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Adidas, HP, Windows trial new-look Twitter profile pages

Twitter has expanded its profiles format, giving individuals and brands larger profile photos, customised headers and a 'pin' function to let users show off their favourite post.

  • Adidas's new look Twitter profile

    Adidas's new look Twitter profile

  • HP's new look Twitter profile

    HP's new look Twitter profile

  • Michelle Obama's new look Twitter profile

    Michelle Obama's new look Twitter profile

  • Twitter's new look Twitter profile

    Twitter's new look Twitter profile

  • Windows' new look Twitter profile

    Windows' new look Twitter profile

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The new profile set-up, which some tweeters and tech commentators have compared to the design of Facebook’s pages, will roll out across all users’ accounts in the "coming weeks", including for brands. Brands so far sporting the new look include Adidas, HP, Windows and Twitter.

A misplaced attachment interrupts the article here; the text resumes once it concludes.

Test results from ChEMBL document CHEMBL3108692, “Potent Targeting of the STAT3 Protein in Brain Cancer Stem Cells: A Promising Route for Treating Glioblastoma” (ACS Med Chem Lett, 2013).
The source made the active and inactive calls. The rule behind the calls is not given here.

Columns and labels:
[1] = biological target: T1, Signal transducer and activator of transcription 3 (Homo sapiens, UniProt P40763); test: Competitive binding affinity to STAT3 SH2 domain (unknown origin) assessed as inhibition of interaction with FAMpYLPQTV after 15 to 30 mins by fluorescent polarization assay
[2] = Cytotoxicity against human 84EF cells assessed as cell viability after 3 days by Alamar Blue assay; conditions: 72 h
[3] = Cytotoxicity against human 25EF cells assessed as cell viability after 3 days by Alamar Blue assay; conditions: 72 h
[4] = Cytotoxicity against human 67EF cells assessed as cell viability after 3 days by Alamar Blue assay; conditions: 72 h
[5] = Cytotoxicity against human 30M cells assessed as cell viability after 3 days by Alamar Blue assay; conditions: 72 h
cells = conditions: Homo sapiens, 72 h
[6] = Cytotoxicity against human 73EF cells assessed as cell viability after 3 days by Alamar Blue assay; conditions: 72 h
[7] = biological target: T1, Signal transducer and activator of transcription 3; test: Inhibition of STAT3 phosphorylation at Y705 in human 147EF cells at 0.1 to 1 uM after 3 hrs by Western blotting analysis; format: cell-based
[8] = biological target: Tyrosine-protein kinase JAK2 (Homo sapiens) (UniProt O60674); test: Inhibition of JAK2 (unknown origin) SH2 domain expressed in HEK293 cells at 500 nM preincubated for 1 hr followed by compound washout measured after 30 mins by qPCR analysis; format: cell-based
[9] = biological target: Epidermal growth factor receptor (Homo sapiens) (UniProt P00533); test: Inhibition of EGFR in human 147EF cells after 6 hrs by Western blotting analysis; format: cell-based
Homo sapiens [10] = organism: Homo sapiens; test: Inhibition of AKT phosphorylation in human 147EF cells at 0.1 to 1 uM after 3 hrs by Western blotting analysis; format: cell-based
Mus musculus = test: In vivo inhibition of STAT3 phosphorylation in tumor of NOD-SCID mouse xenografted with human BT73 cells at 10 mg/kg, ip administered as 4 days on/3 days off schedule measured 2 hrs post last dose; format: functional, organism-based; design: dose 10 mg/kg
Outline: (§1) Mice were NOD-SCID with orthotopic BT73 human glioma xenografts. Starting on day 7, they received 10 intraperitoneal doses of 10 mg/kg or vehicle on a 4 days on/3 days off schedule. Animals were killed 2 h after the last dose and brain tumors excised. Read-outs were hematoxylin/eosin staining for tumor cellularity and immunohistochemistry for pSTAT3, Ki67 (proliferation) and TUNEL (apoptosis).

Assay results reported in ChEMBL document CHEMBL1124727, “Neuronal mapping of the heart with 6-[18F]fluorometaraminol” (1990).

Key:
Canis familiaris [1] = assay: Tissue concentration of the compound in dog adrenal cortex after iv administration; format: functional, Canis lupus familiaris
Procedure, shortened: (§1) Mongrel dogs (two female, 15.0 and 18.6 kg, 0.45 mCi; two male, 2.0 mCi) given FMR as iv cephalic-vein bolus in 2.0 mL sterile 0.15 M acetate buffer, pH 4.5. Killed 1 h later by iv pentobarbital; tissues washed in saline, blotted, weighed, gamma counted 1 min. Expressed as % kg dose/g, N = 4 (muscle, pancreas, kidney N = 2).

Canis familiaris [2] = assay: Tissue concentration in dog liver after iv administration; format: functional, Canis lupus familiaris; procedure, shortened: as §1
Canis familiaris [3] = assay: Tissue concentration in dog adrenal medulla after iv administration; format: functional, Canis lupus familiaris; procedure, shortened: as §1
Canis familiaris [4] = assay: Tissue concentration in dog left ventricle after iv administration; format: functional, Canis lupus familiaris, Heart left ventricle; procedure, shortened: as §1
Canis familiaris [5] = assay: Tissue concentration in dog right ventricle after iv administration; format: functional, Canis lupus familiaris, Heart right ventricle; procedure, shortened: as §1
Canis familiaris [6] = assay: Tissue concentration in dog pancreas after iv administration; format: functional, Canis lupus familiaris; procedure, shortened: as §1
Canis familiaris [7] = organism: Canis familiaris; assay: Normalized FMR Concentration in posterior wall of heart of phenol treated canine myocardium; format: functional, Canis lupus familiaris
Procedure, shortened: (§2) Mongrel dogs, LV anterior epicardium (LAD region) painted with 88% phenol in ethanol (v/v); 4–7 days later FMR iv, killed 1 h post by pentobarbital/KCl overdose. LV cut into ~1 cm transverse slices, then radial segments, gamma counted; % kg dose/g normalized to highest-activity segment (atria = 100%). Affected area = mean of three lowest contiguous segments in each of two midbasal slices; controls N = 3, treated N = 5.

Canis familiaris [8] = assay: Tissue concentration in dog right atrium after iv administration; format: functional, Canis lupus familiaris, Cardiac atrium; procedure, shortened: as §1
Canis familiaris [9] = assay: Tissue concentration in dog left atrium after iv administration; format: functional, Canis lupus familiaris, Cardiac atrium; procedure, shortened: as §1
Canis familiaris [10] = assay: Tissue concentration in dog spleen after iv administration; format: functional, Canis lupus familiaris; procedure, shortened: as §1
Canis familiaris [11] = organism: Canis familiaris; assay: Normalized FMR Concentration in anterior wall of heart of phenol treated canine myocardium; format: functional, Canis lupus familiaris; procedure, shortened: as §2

The new design is currently being showcased across a number of celebrity and brand accounts, including those of US First Lady Michelle Obama, actors Channing Tatum and Zac Efron, as well as recording artists Weezer and John Legend.

Users’ "Best Tweets" – those that have received the greatest levels of engagement – will appear on the page slightly enlarged.

A "Pinned Tweet" option allows members to select the tweet they think sums them up best and pin it to the top of their page; meanwhile, "Filtered Tweets" allows users to choose which timeline to view when checking others' profiles, such as solely "Tweets", "Tweets with photos/videos" and "Tweets and replies".

Twitter posted an update on its blog, stating: "Moment by moment, your Twitter profile shows the world who you are. Starting today, it will be even easier (and, we think, more fun) to express yourself through a new and improved web profile."

According to eMarketer, the number of Twitter users in the UK grew by 34% in 2012 to around 25% of all UK web users; while its net ad revenues grew 120.8% in 2013 and in the UK they were up by 204%.

But eMarketer added that desktop advertising – "where the new Twitter profiles are likely to have the highest impact" – accounted for only 28% of Twitter’s net ad revenue share in 2013, "and that percentage is expected to continue to decrease as mobile advertising represents a growing share of the company's overall ad revenues".

This article was first published on marketingmagazine.co.uk

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